It has certainly been a challenging few weeks for Barrick Gold, the world’s largest gold mining company.
Uncertain commodity prices coupled with an order from a Chilean court to halt construction at its $8.5 billion Pascua-Lama project (ME, April 10) has led the company to consider suspending the project.
“The company will continue to evaluate all alternatives, in light of the uncertainties associated with the legal and regulatory actions, and the current commodity price environment, including the possibility of suspending the project,” Barrick said in its first-quarter earnings report.
The Pascua-Lama project, which is set between Chile and Argentina, is already billions of dollars over budget and facing delays of at least a year, The Globe and Mail reported.
“The company is at an early stage of evaluating an alternative development plan that involves accelerating the development of another smaller pit in Argentina in order to provide a source of ore for initial production,” Barrick said. “Therefore, if resumption of construction activities in Chile, including the prestripping, is delayed beyond late 2013, or if such development alternative is determined not to be feasible, there could be a significant change to the mine plan and an impact on the capital cost and production schedule of the project.”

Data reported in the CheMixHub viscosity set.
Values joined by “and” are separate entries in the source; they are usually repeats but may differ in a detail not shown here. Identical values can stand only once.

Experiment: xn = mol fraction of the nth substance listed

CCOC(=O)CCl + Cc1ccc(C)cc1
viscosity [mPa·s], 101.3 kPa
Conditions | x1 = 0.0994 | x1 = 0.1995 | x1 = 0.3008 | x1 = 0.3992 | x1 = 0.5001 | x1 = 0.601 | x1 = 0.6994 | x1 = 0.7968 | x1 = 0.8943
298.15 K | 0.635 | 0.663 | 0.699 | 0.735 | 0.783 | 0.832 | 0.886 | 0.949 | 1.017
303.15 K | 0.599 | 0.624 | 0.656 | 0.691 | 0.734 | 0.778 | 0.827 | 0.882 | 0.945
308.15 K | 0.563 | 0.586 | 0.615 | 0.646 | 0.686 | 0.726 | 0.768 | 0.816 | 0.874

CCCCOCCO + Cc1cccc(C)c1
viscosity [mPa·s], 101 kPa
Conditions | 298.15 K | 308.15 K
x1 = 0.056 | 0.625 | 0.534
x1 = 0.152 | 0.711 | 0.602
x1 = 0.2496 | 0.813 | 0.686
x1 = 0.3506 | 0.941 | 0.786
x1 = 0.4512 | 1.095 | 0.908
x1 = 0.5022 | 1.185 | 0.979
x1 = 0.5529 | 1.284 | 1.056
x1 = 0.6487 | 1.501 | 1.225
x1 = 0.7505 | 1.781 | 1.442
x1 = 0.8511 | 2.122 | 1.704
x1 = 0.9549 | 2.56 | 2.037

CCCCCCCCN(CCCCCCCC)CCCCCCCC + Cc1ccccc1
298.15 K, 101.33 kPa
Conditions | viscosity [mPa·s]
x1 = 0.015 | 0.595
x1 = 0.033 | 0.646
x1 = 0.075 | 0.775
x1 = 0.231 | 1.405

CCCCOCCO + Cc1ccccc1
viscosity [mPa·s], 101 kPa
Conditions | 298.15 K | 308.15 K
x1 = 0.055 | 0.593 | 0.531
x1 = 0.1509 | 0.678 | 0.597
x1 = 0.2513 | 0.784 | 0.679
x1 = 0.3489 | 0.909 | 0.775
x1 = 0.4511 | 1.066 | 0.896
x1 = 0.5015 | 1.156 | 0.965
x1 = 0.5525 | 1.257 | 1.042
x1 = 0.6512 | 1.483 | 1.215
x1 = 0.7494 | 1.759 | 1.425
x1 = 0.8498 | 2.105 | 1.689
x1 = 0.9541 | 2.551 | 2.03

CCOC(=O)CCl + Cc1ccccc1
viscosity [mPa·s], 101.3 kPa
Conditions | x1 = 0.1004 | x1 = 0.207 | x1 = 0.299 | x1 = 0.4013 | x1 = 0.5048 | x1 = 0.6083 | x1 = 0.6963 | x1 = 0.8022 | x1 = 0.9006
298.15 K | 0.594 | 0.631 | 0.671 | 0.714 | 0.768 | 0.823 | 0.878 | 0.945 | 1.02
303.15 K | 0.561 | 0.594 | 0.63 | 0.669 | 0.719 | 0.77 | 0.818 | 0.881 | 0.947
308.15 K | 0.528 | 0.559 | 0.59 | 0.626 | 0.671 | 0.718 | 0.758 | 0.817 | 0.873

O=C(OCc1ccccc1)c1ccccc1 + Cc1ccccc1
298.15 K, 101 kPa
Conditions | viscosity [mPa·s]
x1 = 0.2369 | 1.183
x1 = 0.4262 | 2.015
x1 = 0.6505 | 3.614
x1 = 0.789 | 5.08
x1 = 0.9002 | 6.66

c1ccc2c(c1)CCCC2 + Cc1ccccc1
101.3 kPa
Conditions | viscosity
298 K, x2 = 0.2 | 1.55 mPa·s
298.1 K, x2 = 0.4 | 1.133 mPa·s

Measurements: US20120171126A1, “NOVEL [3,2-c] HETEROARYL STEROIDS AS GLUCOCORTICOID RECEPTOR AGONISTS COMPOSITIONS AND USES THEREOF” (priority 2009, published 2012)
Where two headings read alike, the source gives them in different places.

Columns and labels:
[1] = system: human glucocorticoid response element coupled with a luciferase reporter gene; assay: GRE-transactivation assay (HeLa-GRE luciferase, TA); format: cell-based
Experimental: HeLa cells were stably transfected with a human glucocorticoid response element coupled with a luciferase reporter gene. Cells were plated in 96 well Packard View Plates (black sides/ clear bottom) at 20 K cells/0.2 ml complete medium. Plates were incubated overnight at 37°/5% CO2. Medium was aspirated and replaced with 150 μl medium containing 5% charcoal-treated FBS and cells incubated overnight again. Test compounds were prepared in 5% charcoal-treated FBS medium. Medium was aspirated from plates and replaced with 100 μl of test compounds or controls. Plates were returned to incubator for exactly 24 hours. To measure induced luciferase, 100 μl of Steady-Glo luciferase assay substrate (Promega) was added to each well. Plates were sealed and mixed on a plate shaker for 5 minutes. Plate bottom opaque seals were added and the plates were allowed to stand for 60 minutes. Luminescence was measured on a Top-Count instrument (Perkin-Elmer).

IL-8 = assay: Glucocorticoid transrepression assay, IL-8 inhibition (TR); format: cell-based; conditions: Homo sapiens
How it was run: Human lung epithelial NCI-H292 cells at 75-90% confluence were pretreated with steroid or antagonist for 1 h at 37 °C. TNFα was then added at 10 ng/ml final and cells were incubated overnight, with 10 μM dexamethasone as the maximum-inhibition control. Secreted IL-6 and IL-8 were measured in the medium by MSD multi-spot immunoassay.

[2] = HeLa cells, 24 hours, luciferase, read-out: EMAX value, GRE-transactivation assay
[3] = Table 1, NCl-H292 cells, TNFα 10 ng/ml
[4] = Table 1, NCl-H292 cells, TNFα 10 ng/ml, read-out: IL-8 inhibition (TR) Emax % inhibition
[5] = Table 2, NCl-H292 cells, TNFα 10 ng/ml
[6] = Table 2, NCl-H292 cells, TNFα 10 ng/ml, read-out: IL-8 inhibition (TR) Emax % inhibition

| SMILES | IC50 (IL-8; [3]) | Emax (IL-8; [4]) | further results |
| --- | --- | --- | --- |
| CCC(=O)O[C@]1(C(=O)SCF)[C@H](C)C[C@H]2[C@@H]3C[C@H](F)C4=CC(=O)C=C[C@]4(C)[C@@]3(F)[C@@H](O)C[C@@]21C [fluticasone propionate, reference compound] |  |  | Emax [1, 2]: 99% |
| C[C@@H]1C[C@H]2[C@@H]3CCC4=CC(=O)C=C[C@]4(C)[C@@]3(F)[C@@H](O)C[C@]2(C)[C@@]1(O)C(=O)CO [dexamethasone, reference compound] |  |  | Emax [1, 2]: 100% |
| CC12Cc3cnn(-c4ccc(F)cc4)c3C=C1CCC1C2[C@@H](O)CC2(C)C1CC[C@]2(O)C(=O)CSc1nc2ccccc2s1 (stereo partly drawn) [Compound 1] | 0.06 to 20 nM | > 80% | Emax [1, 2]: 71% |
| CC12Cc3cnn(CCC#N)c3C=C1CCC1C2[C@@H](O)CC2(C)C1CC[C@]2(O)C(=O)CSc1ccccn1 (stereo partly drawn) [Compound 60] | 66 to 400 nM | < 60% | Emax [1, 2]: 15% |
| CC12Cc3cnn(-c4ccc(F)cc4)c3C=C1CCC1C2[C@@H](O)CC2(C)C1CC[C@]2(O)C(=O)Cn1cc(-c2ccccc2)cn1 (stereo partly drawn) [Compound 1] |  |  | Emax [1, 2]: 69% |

In the past year Barrick has replaced its chief executive officer, suffered multibillion-dollar cost overruns and equally large writedowns and a long delay in building an ambitious gold project at the height of the southern Andes mountain range.
One of its few good news stories of the year, the completion of the $3.7-billion Pueblo Viejo gold mine in Dominican Republic, has been marred in uncertainty after the impoverished Caribbean country demanded a greater share of mine profits. And in Chile, work on Barrick’s massive Pascua-Lama project, slated to be one of the world's largest gold and silver mines, has been halted amid allegations the project is polluting precious groundwater and rivers in the Atacama desert region.
Barrick said first quarter profit fell 22 per cent amid lower gold and copper prices and higher costs.
The miner said profit for the quarter ended March 31 was $847-million (US), or 85 cents a share, compared to $1.06-billion, or $1.04 per share in the year-ago period. Adjusted net earnings were $923-million, or 92 cents a share, compared to $1.10-billion, or $1.10 per share, beating the average estimate of analysts polled by Bloomberg.